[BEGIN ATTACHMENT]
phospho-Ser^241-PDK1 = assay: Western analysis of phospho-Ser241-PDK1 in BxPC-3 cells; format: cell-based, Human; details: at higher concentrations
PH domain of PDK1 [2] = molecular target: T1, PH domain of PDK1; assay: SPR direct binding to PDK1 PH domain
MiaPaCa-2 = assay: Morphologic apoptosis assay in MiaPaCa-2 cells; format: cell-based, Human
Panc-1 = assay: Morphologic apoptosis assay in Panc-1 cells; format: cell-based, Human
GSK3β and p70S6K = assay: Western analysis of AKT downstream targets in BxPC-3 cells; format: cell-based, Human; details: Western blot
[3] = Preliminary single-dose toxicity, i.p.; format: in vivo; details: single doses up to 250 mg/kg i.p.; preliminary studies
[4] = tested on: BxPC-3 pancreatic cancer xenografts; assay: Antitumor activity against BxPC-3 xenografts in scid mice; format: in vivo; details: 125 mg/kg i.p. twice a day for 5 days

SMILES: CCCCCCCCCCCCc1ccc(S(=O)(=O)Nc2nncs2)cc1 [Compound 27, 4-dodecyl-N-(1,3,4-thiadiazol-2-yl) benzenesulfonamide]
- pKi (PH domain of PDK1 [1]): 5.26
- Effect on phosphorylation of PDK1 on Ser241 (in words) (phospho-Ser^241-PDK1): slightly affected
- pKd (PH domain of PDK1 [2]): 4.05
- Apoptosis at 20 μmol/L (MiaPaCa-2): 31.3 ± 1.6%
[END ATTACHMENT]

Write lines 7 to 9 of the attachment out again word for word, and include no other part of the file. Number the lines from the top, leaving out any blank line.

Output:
[4] = tested on: BxPC-3 pancreatic cancer xenografts; assay: Antitumor activity against BxPC-3 xenografts in scid mice; format: in vivo; details: 125 mg/kg i.p. twice a day for 5 days

SMILES: CCCCCCCCCCCCc1ccc(S(=O)(=O)Nc2nncs2)cc1 [Compound 27, 4-dodecyl-N-(1,3,4-thiadiazol-2-yl) benzenesulfonamide]
- pKi (PH domain of PDK1 [1]): 5.26